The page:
“When Beauty Reflects” is a 18 x 36″ original oil painting fresh off the easel. I painted this in my studio, believe it or not, during a rainy day in Tucson. However, as you can see, it is not a desert painting. This is from the Rocky Mountains. The Rockies are the reason I fell in love with the West when I was a teenager.
Capturing a sunset to transfer into a painting is all about being at the right time and the right place. The light that I am usually looking for last only for a few seconds. So, I try to find the location of the composition I’m after and then wait. There are more times than not that the light never gets right. But on the rare occasion, I get the perfect reference and can’t wait to get back in the studio to transform a reference photo into a painting. The good news is, I love to be out in the wilderness, I love sunsets (and sunrises) so getting in the perfect place and waiting for perfect light is something I love to do!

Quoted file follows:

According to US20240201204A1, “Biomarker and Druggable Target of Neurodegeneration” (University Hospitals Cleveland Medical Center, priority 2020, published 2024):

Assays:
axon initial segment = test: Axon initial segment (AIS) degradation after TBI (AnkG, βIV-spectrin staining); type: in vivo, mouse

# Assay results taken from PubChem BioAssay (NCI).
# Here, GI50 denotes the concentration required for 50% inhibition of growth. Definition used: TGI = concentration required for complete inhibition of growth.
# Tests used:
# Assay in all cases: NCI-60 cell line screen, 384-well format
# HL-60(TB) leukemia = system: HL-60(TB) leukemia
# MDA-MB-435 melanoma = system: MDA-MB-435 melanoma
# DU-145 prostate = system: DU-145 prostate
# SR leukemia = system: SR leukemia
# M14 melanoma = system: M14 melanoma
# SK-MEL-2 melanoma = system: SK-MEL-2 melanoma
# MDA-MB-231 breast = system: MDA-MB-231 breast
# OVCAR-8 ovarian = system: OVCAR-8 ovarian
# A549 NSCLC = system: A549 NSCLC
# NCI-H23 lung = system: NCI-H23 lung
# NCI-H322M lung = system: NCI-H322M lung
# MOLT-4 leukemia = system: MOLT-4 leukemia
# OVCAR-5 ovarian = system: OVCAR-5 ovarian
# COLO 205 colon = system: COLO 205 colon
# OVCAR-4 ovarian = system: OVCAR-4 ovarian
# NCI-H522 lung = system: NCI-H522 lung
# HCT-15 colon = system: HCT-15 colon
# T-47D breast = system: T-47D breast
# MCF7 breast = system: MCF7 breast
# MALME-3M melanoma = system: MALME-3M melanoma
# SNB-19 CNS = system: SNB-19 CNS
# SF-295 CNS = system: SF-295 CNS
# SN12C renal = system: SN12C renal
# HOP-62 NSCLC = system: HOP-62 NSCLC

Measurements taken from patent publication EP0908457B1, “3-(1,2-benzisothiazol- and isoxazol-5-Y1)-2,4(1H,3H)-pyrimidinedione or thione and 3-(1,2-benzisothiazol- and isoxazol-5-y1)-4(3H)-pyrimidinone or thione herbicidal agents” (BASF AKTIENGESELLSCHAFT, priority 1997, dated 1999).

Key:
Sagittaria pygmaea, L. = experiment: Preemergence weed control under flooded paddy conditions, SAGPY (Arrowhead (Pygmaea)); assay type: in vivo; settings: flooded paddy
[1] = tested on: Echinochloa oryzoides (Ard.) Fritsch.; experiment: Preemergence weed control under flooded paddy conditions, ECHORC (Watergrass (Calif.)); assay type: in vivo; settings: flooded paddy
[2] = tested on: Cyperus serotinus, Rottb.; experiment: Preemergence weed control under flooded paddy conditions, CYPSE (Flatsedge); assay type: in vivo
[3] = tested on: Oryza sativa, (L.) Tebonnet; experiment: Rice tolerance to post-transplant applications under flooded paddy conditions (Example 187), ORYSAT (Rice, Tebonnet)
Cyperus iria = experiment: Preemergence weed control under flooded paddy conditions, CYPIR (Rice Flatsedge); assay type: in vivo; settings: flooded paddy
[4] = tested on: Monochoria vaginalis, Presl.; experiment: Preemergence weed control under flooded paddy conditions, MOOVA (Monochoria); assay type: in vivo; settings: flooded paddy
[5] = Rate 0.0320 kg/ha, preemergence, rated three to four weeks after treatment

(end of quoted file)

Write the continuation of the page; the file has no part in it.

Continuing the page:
For an artist, it is important to spend a lot of time with the things you paint. A photograph alone will not work. While digital cameras have change photography dramatically, they still cannot replace the abilities of our eyes to see the colors of a sunset and the foreground at the same time. And yet, when we are out in nature our perception allows us to take it all in. This is so important for the artist. Paintings painted from a photograph without the experience of location are often stale and simply a miss when it come to color and atmosphere. The other reason that it is important for me to have been on location is to get the feel of a place and a moment. Once I’m back in the studio standing at the easel with a reference and a blank canvas, I can recall the sounds, smells and all that my senses took in while there, and hopefully translate that feeling onto the canvas along with every brush stoke.